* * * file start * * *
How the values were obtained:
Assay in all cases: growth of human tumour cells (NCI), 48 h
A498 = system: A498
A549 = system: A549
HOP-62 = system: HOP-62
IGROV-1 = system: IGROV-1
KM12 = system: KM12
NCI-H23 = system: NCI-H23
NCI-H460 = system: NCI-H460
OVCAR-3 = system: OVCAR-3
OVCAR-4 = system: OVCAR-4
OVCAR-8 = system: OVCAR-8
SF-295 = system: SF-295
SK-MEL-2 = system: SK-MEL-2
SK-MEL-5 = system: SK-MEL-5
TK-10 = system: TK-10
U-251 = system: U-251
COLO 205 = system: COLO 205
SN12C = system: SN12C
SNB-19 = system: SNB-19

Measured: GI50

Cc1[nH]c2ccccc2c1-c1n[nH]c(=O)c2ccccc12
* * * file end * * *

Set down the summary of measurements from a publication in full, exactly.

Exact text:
How the values were obtained:
Assay in all cases: growth of human tumour cells (NCI), 48 h
A498 = system: A498
A549 = system: A549
HOP-62 = system: HOP-62
IGROV-1 = system: IGROV-1
KM12 = system: KM12
NCI-H23 = system: NCI-H23
NCI-H460 = system: NCI-H460
OVCAR-3 = system: OVCAR-3
OVCAR-4 = system: OVCAR-4
OVCAR-8 = system: OVCAR-8
SF-295 = system: SF-295
SK-MEL-2 = system: SK-MEL-2
SK-MEL-5 = system: SK-MEL-5
TK-10 = system: TK-10
U-251 = system: U-251
COLO 205 = system: COLO 205
SN12C = system: SN12C
SNB-19 = system: SNB-19

Measured: GI50

Cc1[nH]c2ccccc2c1-c1n[nH]c(=O)c2ccccc12